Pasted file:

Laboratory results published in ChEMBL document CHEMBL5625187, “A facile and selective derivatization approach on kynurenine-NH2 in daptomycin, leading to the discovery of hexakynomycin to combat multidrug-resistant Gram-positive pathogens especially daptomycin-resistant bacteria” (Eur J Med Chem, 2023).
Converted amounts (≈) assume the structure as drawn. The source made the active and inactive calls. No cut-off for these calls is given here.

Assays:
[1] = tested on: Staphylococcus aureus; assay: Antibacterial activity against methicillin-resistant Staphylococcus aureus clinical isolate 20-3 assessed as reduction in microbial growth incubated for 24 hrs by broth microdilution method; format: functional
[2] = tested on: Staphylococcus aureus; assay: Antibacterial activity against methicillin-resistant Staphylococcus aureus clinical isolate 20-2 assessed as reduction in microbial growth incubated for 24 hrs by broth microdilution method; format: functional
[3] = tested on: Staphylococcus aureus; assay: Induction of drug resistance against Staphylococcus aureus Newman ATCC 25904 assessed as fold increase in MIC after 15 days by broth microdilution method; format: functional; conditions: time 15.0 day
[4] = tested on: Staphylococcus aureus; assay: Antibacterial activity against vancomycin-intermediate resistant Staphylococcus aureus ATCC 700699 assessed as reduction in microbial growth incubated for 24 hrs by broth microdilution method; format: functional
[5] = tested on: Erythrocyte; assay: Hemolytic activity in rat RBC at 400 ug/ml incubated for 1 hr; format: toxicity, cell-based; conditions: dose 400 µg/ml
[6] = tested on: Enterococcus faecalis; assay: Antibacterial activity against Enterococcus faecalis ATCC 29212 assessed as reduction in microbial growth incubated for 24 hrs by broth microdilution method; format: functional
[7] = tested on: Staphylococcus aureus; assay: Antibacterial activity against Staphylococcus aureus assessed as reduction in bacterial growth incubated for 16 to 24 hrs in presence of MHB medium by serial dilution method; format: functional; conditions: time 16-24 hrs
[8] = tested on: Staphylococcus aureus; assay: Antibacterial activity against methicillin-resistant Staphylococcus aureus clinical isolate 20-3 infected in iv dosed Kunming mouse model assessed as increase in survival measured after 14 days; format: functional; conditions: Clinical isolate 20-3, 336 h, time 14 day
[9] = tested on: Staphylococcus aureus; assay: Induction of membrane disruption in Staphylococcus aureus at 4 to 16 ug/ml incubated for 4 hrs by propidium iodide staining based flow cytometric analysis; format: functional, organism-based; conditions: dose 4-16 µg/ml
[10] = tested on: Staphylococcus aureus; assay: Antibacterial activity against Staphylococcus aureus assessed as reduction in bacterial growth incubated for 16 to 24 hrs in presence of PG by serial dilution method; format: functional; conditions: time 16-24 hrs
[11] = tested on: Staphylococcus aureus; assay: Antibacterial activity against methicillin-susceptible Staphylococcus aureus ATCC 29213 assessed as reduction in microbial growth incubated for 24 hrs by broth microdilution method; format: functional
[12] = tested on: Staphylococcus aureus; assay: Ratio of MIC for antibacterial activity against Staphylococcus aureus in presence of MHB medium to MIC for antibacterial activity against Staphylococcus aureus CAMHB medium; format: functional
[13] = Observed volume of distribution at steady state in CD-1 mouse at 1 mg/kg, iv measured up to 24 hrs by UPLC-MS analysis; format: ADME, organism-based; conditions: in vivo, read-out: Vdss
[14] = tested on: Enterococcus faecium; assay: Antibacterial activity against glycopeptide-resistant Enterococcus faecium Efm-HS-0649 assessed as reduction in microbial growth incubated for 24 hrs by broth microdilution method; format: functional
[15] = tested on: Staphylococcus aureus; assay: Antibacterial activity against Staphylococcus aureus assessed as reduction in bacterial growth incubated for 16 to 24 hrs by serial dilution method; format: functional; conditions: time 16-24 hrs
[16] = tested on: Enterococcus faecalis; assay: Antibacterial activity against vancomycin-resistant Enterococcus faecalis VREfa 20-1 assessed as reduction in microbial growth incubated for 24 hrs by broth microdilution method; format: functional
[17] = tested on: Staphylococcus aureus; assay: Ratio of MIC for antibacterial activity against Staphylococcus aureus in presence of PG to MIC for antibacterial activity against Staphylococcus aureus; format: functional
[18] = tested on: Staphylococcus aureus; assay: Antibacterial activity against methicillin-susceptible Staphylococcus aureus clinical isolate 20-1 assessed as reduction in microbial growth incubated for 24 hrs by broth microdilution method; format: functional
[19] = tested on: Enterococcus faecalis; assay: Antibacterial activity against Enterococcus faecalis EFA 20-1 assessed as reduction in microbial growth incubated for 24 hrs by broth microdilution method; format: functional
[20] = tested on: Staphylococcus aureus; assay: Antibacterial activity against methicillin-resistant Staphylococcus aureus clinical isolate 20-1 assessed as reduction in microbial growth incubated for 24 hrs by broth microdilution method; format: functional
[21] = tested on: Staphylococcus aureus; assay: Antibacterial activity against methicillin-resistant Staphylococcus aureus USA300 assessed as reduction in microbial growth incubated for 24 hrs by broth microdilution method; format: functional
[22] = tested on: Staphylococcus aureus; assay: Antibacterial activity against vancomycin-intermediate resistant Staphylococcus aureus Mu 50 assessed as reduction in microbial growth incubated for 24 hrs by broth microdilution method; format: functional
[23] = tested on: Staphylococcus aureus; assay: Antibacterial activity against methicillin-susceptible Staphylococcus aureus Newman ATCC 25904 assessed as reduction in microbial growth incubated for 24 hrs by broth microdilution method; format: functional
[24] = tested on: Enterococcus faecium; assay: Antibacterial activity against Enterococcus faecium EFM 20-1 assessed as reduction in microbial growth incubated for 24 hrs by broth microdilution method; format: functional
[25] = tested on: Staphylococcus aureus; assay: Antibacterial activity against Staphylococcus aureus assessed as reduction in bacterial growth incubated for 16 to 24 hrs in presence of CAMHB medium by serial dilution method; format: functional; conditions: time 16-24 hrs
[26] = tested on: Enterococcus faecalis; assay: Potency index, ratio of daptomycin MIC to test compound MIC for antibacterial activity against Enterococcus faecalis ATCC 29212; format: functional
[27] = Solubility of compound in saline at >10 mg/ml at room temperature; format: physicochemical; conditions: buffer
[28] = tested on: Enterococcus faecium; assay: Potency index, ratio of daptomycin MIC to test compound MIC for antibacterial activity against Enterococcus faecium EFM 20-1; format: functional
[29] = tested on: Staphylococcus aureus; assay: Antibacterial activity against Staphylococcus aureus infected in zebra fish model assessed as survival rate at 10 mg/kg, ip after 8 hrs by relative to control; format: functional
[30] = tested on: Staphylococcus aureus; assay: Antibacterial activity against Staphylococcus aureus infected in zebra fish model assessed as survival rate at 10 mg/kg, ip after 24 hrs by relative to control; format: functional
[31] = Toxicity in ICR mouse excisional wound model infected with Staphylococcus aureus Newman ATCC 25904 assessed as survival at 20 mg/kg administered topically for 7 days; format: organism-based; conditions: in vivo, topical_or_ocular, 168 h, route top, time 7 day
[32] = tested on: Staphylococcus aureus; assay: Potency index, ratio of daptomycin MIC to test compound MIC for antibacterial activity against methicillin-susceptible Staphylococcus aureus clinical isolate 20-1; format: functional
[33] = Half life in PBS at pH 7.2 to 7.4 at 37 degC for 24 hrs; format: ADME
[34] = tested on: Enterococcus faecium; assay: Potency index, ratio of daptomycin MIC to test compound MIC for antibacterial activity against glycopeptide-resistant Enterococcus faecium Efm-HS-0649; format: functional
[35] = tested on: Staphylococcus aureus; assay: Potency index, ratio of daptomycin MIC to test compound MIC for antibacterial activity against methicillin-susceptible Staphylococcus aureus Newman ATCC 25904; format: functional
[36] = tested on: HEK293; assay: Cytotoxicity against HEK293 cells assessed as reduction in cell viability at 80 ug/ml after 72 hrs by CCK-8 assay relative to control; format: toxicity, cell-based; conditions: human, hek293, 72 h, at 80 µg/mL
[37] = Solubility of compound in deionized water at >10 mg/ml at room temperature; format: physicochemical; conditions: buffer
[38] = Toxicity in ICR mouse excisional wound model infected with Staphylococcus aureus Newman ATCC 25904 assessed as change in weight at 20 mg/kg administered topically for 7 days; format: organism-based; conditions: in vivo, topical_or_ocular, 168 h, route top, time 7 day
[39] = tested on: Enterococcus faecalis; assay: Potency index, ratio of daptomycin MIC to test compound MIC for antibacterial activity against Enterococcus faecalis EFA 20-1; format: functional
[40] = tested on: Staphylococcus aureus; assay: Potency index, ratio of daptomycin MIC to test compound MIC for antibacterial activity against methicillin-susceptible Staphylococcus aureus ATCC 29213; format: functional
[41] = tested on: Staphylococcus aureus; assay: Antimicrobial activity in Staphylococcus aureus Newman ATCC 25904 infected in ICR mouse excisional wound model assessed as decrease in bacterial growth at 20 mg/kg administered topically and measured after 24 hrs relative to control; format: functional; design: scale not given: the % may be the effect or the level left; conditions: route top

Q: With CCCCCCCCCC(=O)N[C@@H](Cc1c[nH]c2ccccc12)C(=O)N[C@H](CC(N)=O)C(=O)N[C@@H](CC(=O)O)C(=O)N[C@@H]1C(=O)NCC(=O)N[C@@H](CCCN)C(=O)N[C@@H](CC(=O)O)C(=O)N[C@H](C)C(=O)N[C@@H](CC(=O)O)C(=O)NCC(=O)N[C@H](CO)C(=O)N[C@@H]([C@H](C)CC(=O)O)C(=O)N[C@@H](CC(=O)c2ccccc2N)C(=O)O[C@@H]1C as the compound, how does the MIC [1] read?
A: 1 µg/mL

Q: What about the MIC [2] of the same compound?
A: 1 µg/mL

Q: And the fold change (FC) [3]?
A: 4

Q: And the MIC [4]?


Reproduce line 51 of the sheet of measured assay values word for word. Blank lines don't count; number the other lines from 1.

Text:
Q: And the MIC [4]?